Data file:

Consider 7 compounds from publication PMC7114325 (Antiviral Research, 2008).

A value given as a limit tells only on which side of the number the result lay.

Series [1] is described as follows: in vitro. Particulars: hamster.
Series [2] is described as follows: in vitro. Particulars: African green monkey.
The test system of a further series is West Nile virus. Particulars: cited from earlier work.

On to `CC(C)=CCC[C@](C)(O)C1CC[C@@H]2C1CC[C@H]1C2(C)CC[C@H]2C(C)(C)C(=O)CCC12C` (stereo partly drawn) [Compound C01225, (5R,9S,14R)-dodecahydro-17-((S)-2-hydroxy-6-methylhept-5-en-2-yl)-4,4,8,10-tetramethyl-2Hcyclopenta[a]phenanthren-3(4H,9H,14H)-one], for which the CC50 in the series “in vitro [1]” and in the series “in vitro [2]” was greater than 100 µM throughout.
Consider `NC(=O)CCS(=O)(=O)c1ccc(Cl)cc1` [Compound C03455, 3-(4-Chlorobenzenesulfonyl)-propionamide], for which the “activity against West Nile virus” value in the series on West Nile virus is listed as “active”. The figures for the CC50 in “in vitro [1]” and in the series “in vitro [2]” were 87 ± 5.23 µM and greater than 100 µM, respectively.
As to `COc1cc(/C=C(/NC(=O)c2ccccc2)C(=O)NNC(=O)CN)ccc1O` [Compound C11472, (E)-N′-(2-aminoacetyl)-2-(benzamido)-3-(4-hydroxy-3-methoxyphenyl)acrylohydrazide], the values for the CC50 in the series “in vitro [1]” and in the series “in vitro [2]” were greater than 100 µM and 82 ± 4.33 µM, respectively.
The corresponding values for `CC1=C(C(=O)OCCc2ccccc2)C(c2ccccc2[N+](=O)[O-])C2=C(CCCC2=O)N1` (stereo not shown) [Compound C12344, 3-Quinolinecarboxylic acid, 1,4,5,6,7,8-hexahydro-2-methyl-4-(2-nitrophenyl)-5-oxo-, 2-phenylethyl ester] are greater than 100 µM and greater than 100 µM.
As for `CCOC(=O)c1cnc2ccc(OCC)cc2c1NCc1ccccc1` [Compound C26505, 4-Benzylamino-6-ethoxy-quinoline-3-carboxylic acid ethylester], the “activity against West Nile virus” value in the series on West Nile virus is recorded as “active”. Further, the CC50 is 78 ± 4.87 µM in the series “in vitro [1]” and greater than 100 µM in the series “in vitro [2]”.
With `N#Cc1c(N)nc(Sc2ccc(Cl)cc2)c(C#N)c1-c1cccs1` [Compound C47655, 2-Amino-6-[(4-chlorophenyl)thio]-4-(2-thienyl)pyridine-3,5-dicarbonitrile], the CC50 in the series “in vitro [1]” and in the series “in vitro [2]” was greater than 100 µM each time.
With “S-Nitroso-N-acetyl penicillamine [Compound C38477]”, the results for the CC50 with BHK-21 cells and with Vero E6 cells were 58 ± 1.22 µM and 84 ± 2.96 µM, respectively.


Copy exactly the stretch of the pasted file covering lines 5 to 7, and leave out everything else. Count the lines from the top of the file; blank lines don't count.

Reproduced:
The test system of a further series is West Nile virus. Particulars: cited from earlier work.

On to `CC(C)=CCC[C@](C)(O)C1CC[C@@H]2C1CC[C@H]1C2(C)CC[C@H]2C(C)(C)C(=O)CCC12C` (stereo partly drawn) [Compound C01225, (5R,9S,14R)-dodecahydro-17-((S)-2-hydroxy-6-methylhept-5-en-2-yl)-4,4,8,10-tetramethyl-2Hcyclopenta[a]phenanthren-3(4H,9H,14H)-one], for which the CC50 in the series “in vitro [1]” and in the series “in vitro [2]” was greater than 100 µM throughout.
Consider `NC(=O)CCS(=O)(=O)c1ccc(Cl)cc1` [Compound C03455, 3-(4-Chlorobenzenesulfonyl)-propionamide], for which the “activity against West Nile virus” value in the series on West Nile virus is listed as “active”. The figures for the CC50 in “in vitro [1]” and in the series “in vitro [2]” were 87 ± 5.23 µM and greater than 100 µM, respectively.